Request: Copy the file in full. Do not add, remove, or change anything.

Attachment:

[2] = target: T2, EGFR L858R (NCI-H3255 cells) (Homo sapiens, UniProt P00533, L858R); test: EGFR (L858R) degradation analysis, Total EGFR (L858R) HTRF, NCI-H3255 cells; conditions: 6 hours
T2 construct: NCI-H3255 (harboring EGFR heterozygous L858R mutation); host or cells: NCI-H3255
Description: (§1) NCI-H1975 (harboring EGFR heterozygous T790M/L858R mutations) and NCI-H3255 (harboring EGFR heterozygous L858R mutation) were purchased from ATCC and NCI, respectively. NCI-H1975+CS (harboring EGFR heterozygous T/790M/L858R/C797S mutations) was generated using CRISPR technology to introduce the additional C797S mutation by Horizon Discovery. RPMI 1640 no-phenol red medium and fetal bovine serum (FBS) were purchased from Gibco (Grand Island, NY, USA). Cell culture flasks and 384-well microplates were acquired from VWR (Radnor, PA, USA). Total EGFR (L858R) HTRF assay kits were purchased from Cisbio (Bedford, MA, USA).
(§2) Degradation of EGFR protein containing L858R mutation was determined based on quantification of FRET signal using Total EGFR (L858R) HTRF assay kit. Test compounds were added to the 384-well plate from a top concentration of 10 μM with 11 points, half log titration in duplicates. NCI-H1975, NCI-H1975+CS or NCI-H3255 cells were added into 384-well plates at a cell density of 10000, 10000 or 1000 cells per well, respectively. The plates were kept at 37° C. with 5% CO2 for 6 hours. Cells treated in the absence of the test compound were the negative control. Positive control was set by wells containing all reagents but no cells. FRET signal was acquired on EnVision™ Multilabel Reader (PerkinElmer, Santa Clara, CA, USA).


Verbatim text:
[2] = target: T2, EGFR L858R (NCI-H3255 cells) (Homo sapiens, UniProt P00533, L858R); test: EGFR (L858R) degradation analysis, Total EGFR (L858R) HTRF, NCI-H3255 cells; conditions: 6 hours
T2 construct: NCI-H3255 (harboring EGFR heterozygous L858R mutation); host or cells: NCI-H3255
Description: (§1) NCI-H1975 (harboring EGFR heterozygous T790M/L858R mutations) and NCI-H3255 (harboring EGFR heterozygous L858R mutation) were purchased from ATCC and NCI, respectively. NCI-H1975+CS (harboring EGFR heterozygous T/790M/L858R/C797S mutations) was generated using CRISPR technology to introduce the additional C797S mutation by Horizon Discovery. RPMI 1640 no-phenol red medium and fetal bovine serum (FBS) were purchased from Gibco (Grand Island, NY, USA). Cell culture flasks and 384-well microplates were acquired from VWR (Radnor, PA, USA). Total EGFR (L858R) HTRF assay kits were purchased from Cisbio (Bedford, MA, USA).
(§2) Degradation of EGFR protein containing L858R mutation was determined based on quantification of FRET signal using Total EGFR (L858R) HTRF assay kit. Test compounds were added to the 384-well plate from a top concentration of 10 μM with 11 points, half log titration in duplicates. NCI-H1975, NCI-H1975+CS or NCI-H3255 cells were added into 384-well plates at a cell density of 10000, 10000 or 1000 cells per well, respectively. The plates were kept at 37° C. with 5% CO2 for 6 hours. Cells treated in the absence of the test compound were the negative control. Positive control was set by wells containing all reagents but no cells. FRET signal was acquired on EnVision™ Multilabel Reader (PerkinElmer, Santa Clara, CA, USA).